“Pretty standard Drunk History.”
Isn’t it weird that you probably all know what I mean? Before watching even a second of Comedy Central’s adaptation of the popular Funny Or Die web series, I already had a preconceived notion of what I thought a Drunk History episode was going to look like. There would be slurry recounts of obscure historical figures, like the plight of John Wilkes Booth’s brother. The accompanying footage, in which famous actors dramatize the story verbatim, would be sloppy enough so you know the storyteller’s basically on the verge of vomiting, and in one case does (pay cable, ladies and gentlemen). It’s a formula with limited failure rate: Everyone loves watching people make fools of themselves publicly, and now Adam Scott and Stephen Merchant can heighten the joke.
As a consumer of Internet media, I know it well, and my affinity for the lightning-in-a-bottle that created this show is right there with me. Comedy Central capitalizes on the concept’s inherent familiarity, and wisely gets the fuck out of its way. Yes, this is standard Drunk History, and it’s pretty much failsafe. The worst it can be is an enjoyable exercise in watching professional actors like Bob Odenkirk try their best to mimic exactly the slurry cadence of the story. But much like any Internet series making the jump to television, the first episode of Drunk History can’t quite find its footing. It’s not like a wild drunk who starts fights with people on the streets and regales late night diner patrons with tales of adventure. It’s like a calm drunk, completely wasted and placing great intention and weight on its words. Less entertaining, more sad. The show has become a guy with a major drinking problem.
The première mirrors a binge-viewing of the web series, which might have something to do with the fatigue. There are three stories back-to-back, broken up only by a stray commercial break or a five-second interview with another drunk person. The rest is in the hands of the storytellers themselves to provide interesting and salient details to make the reenactments sparkle, and in this case, it’s unfortunately very hit-or-miss. Drunk History uses comedic pals of its creator Derek Waters who are vaguely familiar to the keen TV viewer, like Eric Edelstein—the guy who played Elvis in that one New Girl episode (he was also in Hotel For Dogs), telling a story about Elvis. I’ve been told by Comedy Central that Waters chose these folks because comedians and actors are capable of telling a succinct story with a beginning, middle, and end.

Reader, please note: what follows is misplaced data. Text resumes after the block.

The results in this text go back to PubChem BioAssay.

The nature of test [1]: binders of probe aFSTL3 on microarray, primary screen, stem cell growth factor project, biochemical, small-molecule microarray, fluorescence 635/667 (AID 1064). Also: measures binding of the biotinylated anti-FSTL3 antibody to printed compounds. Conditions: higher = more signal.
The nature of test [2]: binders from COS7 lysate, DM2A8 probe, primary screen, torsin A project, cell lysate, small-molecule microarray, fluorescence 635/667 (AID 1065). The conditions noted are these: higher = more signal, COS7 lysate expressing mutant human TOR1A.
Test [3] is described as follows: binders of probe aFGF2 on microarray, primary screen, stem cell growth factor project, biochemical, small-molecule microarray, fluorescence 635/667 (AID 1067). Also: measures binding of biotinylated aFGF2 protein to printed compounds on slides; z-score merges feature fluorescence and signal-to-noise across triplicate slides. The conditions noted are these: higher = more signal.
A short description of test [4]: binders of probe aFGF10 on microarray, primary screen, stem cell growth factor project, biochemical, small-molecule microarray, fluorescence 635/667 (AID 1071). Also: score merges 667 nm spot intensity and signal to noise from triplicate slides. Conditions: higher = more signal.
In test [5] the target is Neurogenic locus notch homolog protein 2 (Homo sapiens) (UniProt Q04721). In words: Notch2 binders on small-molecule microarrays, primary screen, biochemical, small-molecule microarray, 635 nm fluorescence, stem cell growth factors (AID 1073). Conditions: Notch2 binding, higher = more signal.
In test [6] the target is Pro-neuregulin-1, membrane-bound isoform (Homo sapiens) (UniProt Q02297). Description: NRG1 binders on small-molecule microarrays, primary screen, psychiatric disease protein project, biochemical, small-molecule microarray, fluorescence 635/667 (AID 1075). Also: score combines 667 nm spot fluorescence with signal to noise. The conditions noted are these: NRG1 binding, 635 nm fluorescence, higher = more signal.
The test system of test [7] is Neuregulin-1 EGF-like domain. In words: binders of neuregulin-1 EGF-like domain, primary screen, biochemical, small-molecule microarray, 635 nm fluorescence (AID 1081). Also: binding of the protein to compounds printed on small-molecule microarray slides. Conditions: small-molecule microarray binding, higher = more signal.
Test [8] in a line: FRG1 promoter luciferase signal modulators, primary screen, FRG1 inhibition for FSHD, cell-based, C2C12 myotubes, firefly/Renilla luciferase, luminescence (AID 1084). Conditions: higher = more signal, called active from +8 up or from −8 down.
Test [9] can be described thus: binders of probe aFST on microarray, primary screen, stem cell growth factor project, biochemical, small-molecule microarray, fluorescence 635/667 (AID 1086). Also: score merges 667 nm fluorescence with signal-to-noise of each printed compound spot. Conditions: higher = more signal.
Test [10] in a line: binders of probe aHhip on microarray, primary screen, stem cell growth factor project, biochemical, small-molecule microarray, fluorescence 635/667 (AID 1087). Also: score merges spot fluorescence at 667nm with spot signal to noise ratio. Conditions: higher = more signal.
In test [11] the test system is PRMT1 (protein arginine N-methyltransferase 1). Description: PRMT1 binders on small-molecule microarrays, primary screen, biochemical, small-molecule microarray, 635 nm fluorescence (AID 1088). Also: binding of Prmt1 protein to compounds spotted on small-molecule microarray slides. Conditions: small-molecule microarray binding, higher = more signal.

The three chosen for the Drunk History première wax and wane in brevity. There are lots of times when the storytellers drunkenly meander off topic, which isn’t wholly surprising. I mean, they’re wasted. In the web series, they kept those moments tight. But with room to breathe on the show, those moments majorly disrupt the comedic flow. The episode opens with the story of Watergate, with Nathan Fielder as Bob Woodward and Fred Willard playing “Deep Throat.” It takes a hell of a long time to get to the meat of the story, which would be fine if the distractions were more than conversations being held between people.
That kind of thing doesn’t make for the most enticing of reenactments, nor does the fact that the storytellers are so completely gone, they speak very softly and slowly. Drunk History’s whole thing is that the series treats the words of these lushes as if they are regal decrees—Masterpiece Theater-lite. Without the jolt of adrenaline powering the retelling, that hoity-toity tone makes the story feel like it’s trying to escape a jar of molasses. Drunk History takes few creative liberties with the pace and tone set up by the drunk people. So the stories draaaaaaaaaag.
The worlds of Drunk History are still enjoyable to take in. The costuming and props-ing are affably low-budget. With little more than a big wig and a pair of fake sideburns, Jack Black transforms into Elvis. Same goes for a Bob Odenkirk shoulder hunch and Richard Nixon. The Lincoln story takes place long before the other two, obviously, and the cinematography matches the era by making shots grainy, but still pop. (Will Forte has never looked better in sepia.) The problem is that we all know what Drunk History looks like at this point. As much as a web series can have laurels, Comedy Central’s version rests on them. And even though the formula behind the show is relatively foolproof, in the Biggie-sized version, the surprises are fewer and further between.